It’s about a 20 minute walk from both the 100-slip Liberty Harbor Marina, which can accommodate boats up to 60 feet, and Pier 7 Marina, Bay City’s oldest continuous operating marina, to the trendy downtown district and the Midland Street Business District. Both have a distinctive collection of shops, art galleries and restaurants housed in restored, commercial Victorian-era buildings. While there, be sure to take the time to stroll the riverwalk alongside the Saginaw River.

Bay Harbor Marina, located just a short distance up the Saginaw River, is the areas largest, full-service marina. Bay Harbor has more than 350 slips, rack storage, a heated pool, basketball court, laundry and is just a few minutes from local restaurants, golf and shopping.

Bay City is where you can sail aboard the Appledore IV. This tall ship is owned and operated by BaySail, a private non-profit organization dedicated to promoting environmental stewardship of the Saginaw Bay and the Great Lakes. In addition to MainSail, the youth half-day sail training program (may be a fun thing for the kids to do), they offer day and dinner sails aboard the two-masted schooner as it plies the waterways from downtown Bay City, along the Saginaw River and into the bay.

This year, the Appledore is part of the tri-annual Tall Ships Celebration in Bay City. The city was named Port of the Year in 2013 by Tall Ships America — organizer of the Tall Ships Challenge — and will serve as the backdrop to Michigan’s largest gathering of tall ships.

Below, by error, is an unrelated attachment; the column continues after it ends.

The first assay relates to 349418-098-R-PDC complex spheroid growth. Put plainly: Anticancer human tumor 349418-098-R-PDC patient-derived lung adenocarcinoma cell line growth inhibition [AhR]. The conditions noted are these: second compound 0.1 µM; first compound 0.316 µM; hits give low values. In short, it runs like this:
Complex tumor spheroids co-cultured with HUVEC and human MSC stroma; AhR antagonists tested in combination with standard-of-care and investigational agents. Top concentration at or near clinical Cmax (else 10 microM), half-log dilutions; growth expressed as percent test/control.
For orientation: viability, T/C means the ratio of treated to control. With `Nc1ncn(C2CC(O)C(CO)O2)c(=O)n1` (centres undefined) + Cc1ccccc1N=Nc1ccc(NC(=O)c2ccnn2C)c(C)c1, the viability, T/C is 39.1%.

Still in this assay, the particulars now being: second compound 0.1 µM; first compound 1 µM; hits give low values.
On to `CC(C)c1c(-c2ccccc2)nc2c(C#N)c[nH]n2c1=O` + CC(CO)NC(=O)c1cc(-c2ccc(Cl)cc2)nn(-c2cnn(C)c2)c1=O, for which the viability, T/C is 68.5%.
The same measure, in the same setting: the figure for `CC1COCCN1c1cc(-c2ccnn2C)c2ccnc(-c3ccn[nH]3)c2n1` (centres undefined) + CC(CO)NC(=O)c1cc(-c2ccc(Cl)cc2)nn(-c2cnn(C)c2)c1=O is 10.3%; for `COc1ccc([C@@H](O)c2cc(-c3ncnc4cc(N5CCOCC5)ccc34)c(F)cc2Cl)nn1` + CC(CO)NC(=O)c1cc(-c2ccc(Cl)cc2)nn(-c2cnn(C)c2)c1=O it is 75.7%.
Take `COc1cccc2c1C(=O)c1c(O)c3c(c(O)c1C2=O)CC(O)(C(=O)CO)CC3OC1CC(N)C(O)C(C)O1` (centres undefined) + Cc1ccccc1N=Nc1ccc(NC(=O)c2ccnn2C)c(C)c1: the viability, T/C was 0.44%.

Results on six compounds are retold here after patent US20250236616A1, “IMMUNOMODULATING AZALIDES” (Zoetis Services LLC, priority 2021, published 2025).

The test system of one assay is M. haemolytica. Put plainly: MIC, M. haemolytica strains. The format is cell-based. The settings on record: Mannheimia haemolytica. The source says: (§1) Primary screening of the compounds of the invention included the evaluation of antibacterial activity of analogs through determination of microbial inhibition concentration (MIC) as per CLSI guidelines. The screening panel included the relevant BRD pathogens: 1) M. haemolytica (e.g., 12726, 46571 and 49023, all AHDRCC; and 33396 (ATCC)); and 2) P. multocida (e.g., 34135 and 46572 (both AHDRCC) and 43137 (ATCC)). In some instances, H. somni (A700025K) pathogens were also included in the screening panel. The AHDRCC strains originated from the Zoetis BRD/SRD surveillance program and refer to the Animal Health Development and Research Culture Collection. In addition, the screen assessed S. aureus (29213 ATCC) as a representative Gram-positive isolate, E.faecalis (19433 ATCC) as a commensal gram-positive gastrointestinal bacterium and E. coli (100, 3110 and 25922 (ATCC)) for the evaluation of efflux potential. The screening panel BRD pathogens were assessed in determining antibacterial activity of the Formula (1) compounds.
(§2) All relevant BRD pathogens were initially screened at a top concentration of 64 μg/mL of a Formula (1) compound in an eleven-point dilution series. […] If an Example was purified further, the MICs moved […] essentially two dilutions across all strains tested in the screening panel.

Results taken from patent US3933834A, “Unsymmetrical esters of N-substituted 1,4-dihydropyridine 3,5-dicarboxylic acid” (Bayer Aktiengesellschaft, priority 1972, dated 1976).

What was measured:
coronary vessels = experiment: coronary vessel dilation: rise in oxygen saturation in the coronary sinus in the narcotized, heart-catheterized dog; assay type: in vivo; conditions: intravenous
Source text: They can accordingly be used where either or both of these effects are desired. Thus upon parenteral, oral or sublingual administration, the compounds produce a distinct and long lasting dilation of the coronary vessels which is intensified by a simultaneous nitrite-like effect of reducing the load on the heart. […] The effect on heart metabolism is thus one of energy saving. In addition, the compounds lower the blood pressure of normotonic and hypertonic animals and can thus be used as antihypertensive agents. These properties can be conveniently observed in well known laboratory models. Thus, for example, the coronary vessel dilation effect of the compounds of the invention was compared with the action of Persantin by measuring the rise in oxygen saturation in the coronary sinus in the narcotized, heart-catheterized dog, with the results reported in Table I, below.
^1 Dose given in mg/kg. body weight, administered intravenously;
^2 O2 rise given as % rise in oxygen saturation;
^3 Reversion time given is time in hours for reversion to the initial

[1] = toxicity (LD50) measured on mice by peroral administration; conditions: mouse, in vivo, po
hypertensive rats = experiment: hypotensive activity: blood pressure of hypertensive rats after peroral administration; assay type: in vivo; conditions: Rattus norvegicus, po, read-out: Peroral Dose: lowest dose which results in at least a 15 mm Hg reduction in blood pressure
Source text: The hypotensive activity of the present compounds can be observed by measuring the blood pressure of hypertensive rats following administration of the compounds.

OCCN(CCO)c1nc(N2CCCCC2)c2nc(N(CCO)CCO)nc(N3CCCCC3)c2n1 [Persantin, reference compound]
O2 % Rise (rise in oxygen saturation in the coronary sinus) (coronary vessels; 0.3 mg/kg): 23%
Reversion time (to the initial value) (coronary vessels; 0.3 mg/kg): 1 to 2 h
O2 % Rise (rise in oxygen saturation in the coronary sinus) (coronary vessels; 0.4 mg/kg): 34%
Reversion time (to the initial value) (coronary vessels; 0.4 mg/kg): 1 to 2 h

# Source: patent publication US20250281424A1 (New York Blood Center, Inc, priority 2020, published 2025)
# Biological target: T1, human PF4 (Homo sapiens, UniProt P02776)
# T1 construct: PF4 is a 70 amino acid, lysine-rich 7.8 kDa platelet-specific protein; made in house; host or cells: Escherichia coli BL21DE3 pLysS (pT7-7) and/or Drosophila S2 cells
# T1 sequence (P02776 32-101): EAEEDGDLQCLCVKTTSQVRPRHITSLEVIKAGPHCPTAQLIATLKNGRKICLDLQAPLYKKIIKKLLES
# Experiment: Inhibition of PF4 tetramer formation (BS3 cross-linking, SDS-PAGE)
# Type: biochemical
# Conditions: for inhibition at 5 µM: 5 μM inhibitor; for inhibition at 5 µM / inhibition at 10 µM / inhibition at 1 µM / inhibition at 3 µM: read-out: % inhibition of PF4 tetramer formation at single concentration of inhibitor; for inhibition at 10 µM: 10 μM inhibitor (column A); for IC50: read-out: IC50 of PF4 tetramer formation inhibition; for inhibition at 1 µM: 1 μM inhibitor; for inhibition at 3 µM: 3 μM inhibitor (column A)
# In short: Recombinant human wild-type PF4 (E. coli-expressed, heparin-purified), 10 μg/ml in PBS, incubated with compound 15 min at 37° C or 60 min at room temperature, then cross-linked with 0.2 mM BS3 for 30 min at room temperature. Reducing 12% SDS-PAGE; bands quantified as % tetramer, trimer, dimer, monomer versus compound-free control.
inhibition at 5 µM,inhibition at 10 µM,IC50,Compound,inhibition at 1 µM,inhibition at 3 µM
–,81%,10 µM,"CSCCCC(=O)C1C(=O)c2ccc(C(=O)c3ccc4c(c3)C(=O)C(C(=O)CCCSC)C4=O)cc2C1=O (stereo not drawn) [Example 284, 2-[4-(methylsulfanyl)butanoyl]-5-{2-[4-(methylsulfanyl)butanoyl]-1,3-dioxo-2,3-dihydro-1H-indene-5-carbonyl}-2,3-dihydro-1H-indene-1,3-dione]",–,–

Walleye capital of the world

Saginaw Bay is known as the “Walleye Capital of the World.” No, we didn’t make that up. That’s what Fritz Kuhlman of the Migizi Economic Development Company says when describing the superb fishing in Saginaw Bay. Beyond walleye, there’s bass, perch, salmon, pike and steelhead, just to name a few of the water’s denizens.

For those who want to show off their prowess with a line and reel, sign up for the Fairhaven Township Fire Department 5th Annual Walleye War Tournament at the Bay Shore Marina in Bay Port. Add an extra $20 to the competition fee to compete for the Heaviest Walleye and Heaviest Trash Fish, a category that encompasses catfish and sheepshead.

Because there’s nothing more delicious than freshly-caught fish, Captain Mark Nossal participates in the Catch and Cook — a program developed by several state entities to promote and encourage creative and safe marketing of Michigan’s Great Lakes sports fish by partnering the charter fishing industry with local restaurants.

“I take it over to the Town and Country Lounge in town where they cook it up the way people want it — pan, deep fried or baked,” he says. “No matter how it’s cooked, the taste is phenomenal.”

Say cheese, please

Just a dot of a town on the western shore of Saginaw Bay, Pinconning is called “The Cheese Capital of Michigan” because this is where the Pinconning Cheese Company first opened in 1915. Aged 120 days, most of their cheese is sold throughout the region, but their original super sharp cheese is only available at the store in Pinconning. While there, check out the made-in-Michigan pops, including the classic Vernon’s Ginger Ale and Faygo’s Moon Mist, as well as pickled meats (another local tradition) like the smoked pickled bologna.